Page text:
Encourage personal brands
These days, everyone has a personal brand. You can either let it develop organically OR put in the effort to shape it, an approach that’s going to have a lot more impact.
Most company’s CEOs and other top leaders likely already have a strong brand presence on LinkedIn and other platforms, but lower level employees are just as important, especially because they’re the ones who are most involved in day-to-day interactions with customers. Providing education and tools to help employees build their personal brands means elevating the company’s brand in the long run. They’ll be on track to become more influential and recognized as thought leaders and industry insiders—something that gives their personal career a boost while also putting your company on the radar, especially when they share your company content directly with their audience.
Create content they want to share
A marketing calendar that has a good mix of culture included makes it even easier for employees to share on their own profiles. Team member features, employee anniversaries or awards, company lunches or parties, and exciting looks at the company work life are all things employees might be more excited to share. But don’t just take our word for it; talk to your employees!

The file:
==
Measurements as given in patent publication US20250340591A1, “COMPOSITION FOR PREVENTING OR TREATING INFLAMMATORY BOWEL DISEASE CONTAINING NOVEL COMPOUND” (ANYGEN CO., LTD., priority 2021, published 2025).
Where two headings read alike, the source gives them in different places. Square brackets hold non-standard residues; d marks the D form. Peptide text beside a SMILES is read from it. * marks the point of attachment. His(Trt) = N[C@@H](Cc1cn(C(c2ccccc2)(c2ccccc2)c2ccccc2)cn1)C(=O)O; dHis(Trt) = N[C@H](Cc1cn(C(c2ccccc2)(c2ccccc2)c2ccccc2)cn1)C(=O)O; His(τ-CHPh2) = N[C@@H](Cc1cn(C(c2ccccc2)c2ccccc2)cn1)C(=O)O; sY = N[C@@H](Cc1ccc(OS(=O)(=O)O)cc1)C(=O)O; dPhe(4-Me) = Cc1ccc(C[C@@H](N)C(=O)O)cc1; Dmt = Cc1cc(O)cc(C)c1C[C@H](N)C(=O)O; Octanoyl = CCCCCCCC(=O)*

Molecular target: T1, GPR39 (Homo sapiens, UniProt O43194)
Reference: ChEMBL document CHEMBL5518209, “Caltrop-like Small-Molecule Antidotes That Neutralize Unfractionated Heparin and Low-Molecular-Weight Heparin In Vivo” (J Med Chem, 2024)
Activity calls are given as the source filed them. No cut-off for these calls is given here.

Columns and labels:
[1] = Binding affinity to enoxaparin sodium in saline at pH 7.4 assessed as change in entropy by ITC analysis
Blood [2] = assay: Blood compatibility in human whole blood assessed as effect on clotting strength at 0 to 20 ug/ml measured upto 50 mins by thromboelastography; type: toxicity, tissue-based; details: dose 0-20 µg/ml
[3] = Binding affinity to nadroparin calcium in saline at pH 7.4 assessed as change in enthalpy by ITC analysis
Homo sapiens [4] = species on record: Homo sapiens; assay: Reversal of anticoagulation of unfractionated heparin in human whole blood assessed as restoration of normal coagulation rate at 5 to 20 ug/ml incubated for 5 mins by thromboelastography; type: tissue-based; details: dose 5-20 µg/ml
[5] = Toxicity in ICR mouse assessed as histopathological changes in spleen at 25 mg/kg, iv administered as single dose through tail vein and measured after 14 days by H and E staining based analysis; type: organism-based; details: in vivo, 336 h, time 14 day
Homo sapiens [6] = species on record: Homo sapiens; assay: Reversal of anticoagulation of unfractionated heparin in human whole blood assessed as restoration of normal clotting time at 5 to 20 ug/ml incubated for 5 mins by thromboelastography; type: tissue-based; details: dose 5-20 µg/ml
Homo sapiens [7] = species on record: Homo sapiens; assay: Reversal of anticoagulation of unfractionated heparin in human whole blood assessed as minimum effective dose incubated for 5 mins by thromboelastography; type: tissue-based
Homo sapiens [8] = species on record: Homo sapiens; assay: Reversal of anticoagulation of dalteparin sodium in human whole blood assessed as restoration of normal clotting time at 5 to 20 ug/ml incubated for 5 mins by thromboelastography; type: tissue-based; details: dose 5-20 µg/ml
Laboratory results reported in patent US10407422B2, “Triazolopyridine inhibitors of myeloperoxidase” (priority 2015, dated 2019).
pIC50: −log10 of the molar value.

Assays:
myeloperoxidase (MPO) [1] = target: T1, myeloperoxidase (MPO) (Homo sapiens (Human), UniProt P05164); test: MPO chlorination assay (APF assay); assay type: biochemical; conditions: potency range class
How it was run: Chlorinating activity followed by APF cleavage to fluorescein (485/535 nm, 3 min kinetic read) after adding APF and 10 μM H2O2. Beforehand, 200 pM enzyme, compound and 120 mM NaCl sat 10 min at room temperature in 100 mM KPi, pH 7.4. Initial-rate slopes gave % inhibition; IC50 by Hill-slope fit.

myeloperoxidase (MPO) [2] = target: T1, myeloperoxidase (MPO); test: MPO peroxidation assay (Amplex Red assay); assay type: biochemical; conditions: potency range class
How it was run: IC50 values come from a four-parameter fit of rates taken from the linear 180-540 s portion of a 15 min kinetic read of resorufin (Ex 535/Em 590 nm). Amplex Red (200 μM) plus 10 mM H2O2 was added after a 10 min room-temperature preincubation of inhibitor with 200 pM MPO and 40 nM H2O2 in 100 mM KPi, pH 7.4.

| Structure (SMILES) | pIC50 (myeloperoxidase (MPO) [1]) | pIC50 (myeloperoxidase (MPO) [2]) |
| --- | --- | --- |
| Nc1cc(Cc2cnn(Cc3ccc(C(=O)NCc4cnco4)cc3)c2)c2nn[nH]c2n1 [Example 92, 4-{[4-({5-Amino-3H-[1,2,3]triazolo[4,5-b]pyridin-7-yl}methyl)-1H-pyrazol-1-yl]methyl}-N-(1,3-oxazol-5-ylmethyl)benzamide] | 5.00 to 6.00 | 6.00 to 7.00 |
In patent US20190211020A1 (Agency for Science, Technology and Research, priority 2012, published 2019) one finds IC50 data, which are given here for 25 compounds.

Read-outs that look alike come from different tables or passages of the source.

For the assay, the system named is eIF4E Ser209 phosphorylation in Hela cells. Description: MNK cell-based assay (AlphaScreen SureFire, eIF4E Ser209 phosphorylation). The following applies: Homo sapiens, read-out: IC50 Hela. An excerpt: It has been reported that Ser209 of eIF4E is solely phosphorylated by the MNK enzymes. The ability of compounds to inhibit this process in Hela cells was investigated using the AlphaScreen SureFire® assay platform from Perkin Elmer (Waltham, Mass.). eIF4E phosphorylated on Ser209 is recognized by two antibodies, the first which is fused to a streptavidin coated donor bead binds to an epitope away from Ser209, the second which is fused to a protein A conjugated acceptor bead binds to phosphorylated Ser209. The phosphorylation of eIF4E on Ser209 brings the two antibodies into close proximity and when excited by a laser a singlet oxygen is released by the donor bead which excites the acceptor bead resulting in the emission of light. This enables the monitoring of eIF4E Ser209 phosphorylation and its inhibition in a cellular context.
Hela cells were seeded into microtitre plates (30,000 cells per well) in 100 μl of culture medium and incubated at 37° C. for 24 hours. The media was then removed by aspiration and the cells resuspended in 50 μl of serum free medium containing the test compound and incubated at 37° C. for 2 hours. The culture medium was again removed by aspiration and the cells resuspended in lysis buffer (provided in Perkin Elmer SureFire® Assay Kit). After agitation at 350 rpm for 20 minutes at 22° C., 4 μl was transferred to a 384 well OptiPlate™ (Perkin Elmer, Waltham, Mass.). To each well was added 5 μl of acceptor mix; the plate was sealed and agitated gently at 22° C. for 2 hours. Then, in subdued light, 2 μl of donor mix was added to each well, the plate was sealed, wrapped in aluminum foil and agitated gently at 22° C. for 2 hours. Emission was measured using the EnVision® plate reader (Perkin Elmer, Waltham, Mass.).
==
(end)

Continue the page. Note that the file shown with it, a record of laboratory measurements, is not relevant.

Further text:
“There is a strong desire to collaborate in the modern workplace,” Boccardo reminds. “Younger generations want to be a part of your solution. It may slow down progress on the front end, but we know from human behavior that they are more likely to adopt the solution they were a part of. That’s just human nature.”
Make sure your employees feel like they’re part of the conversation in whatever you do, but especially when it comes to something like brand ambassadorship. While the marketing team should give a guiding hand, employees should be able to drive content and ideas. That’s culture marketing at its best.